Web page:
What is a Fuel Cell Vehicle?
It is a vehicle equipped with a “Fuel Cell” that generates electricity through the chemical reaction between hydrogen and oxygen to power the motor driving the vehicle. Hydrogen, which replaces gasoline as fuel, is an environment-friendly energy source that can be produced from various raw materials.
Toyota has also made use of hybrid vehicle core technology in the development of this vehicle.
From the early stages of their effort to make Sustainable Mobility a reality, in 2002 Toyota began the world’s first limited sale in Japan and the US of the “Toyota FCHV” as an ideal eco-car. Toyota has made concrete achievements in Fuel Cell Vehicle development.
But its splashy debut at this affluent coastal community included a message of exclusivity: Don’t expect to see too many of these vehicles soon.
Modest production goals for Toyota’s challenger to battery-powered cars such as Nissan 7201.TO +0.59% Motor Co.’s Leaf and Tesla Motors Inc. TSLA -1.58% ’s Model S will put few of the alternative-fuel vehicles on the road over the next few years.
Takeshi Uchiyamada, chairman of the world’s largest auto maker, said Toyota would build 700 of the vehicles next year and ramp up annual production to “tens of thousands” in the 2020s. Even at that longer-term target, the rate would represent a tiny fraction of the nearly 100 million cars sold around the world a year.
Using hydrogen fuel cells to propel cars has long been a goal of clean energy advocates because such vehicles emit only water and heat. Toyota and other car makers have worked for decades to develop cells that are small, reliable and cheap.
A hydrogen refueling station in Japan. It can take a few minutes to refill a car outfitted with fuel cells.Agence France-Presse/Getty Images
Toyota executives say the costs of fuel cells are falling faster than those for electric batteries. A decade ago, platinum-based fuel cells were so expensive that prototype vehicles cost $1 million to make. There has been more than a 90% reduction in cost, but the vehicles still cost twice as much as a gasoline-powered car. The recent drop in world oil prices makes it even harder for fuel cells to catch on.
Another big obstacle to widespread adoption of fuel-cell vehicles is the dearth of places motorists can stop to top off their hydrogen storage tanks.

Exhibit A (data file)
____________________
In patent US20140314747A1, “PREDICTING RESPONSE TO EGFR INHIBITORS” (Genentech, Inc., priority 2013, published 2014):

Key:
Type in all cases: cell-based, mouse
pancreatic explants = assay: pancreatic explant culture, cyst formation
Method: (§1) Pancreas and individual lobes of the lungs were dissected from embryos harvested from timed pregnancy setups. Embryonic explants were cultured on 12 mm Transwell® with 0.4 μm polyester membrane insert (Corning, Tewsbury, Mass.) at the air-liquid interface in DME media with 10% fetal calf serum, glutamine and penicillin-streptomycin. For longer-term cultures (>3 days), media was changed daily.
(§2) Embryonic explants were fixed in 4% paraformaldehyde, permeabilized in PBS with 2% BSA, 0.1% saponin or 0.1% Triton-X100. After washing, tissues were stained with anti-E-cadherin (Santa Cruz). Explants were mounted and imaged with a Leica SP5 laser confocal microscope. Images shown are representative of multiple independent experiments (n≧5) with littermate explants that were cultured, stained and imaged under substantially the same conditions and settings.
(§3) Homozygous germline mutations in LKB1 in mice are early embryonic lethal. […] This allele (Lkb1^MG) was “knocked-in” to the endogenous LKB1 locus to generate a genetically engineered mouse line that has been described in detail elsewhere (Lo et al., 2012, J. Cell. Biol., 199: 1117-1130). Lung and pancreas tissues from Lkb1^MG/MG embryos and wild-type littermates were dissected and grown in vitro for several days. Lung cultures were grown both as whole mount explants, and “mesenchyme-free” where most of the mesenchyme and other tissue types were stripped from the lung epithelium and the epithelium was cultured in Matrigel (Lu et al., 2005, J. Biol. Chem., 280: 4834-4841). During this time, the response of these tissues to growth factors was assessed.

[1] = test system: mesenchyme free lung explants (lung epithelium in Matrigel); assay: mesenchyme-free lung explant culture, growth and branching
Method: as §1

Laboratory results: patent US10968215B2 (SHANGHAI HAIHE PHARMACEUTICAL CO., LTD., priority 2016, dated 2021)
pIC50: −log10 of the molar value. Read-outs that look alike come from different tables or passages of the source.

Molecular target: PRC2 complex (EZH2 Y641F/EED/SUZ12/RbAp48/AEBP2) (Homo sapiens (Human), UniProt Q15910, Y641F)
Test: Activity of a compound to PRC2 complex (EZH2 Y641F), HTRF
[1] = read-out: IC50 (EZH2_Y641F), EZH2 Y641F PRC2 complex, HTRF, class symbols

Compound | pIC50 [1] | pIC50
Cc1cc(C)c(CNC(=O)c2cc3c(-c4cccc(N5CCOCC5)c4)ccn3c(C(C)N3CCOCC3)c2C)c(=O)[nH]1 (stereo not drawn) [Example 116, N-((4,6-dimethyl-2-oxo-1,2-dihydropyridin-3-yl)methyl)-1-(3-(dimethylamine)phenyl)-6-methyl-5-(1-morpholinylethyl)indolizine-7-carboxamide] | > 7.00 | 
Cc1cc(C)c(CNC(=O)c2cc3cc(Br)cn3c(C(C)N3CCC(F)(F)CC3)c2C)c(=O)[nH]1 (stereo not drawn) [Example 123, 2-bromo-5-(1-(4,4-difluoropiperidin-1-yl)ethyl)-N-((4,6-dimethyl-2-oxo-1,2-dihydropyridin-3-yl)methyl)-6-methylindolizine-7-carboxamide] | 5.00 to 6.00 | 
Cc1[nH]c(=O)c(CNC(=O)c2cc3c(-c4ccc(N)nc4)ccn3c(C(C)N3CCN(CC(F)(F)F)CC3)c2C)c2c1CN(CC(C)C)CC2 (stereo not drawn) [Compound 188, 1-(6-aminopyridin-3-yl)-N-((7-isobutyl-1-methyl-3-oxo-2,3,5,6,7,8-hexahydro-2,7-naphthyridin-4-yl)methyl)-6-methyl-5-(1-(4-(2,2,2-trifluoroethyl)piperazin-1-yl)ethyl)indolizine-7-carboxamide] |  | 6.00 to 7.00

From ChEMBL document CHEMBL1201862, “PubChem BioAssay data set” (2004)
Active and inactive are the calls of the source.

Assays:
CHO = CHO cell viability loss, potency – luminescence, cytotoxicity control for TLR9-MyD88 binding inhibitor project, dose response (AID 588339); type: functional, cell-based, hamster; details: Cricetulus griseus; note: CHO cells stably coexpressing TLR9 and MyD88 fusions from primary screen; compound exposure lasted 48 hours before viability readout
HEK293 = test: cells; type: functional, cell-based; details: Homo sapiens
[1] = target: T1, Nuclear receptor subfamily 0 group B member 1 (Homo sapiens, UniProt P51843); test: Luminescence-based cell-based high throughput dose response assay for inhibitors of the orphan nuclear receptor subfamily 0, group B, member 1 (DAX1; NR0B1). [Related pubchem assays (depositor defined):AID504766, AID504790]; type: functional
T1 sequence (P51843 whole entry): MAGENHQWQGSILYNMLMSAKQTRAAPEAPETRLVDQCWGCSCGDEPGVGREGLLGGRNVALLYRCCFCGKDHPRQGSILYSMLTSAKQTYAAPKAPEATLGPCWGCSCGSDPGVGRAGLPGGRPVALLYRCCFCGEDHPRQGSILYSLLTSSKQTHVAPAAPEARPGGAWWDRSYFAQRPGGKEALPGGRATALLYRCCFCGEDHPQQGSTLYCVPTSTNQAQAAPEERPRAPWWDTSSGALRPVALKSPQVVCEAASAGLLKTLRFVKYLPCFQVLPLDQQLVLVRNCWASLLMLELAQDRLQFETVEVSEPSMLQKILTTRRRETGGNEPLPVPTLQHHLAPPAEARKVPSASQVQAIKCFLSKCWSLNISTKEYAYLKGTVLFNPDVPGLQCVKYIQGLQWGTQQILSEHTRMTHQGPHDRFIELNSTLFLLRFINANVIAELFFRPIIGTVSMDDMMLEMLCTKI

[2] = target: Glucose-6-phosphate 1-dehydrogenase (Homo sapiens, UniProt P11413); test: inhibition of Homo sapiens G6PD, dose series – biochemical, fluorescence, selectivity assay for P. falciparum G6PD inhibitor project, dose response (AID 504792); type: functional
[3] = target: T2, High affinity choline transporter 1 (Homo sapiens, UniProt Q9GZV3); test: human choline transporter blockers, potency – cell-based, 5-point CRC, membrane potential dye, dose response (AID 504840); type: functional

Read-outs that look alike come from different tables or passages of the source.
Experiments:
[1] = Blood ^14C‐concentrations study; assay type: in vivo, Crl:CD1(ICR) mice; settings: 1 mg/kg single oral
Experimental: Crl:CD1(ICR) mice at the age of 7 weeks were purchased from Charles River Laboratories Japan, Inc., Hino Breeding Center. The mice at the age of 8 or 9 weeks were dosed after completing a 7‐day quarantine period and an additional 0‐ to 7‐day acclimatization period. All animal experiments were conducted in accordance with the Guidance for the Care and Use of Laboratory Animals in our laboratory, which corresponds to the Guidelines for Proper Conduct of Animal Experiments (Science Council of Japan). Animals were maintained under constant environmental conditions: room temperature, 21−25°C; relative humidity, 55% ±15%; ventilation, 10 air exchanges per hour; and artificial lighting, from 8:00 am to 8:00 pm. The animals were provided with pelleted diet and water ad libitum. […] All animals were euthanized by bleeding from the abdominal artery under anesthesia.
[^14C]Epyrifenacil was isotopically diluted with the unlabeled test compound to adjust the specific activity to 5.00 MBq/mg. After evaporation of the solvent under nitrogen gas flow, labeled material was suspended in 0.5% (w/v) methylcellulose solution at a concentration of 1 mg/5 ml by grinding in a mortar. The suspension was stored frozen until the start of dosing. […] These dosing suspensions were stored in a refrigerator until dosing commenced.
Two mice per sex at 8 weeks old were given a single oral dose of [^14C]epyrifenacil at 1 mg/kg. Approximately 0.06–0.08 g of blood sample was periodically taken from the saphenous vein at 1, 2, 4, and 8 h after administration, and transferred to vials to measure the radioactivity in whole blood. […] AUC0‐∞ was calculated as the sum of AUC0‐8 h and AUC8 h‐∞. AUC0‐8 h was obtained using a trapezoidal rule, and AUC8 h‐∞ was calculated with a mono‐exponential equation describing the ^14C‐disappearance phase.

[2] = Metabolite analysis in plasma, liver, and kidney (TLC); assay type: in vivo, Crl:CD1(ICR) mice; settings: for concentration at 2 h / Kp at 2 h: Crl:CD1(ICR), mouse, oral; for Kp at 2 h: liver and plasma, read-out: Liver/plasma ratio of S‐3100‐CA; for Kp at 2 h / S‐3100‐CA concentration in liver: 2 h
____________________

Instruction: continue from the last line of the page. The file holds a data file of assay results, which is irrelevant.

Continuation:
With only about 15 public refueling stations in the U.S., the challenge to build hydrogen refueling infrastructure is enormous, particularly when the U.S. has committed more than $2 billion toward building an electric vehicle charging infrastructure.
In the U.S., Toyota is contributing money toward the infrastructure investment, something it isn’t doing in Japan and Europe. Its effort is similar to that of Tesla’s rollout of fast-charging stations around the country.
Toyota is helping to finance the construction of 31 fueling stations in the U.S. and company executives made it clear it will invest further to ensure that more stations are built.
“When it comes to these types of cars,” said Toyota’s Mr. Uchiyamada, “they have to be developed hand-in-hand with infrastructure, so we are planning to supply support infrastructure development during the first period of our launch.”
California and a collection of other states give auto makers double the pollution-reduction credits for a fuel-cell vehicle than an electric car, making fuel-cell vehicle sales an attractive way to meet coming tailpipe-emissions limits.
Toyota has lent startup FirstElement Fuel Inc. $7.3 million to build 19 hydrogen fueling stations in California. Most of the pumps will be built at existing gas stations at a cost of about $1.4 million a station, said Joel Ewanick, chief executive FirstElement and a former marketing chief for General Motors Co. GM +4.24% California has pledged to invest up to $200 million over 10 years to build at least 100 fueling stations and First Element won a contract to build a portion of them.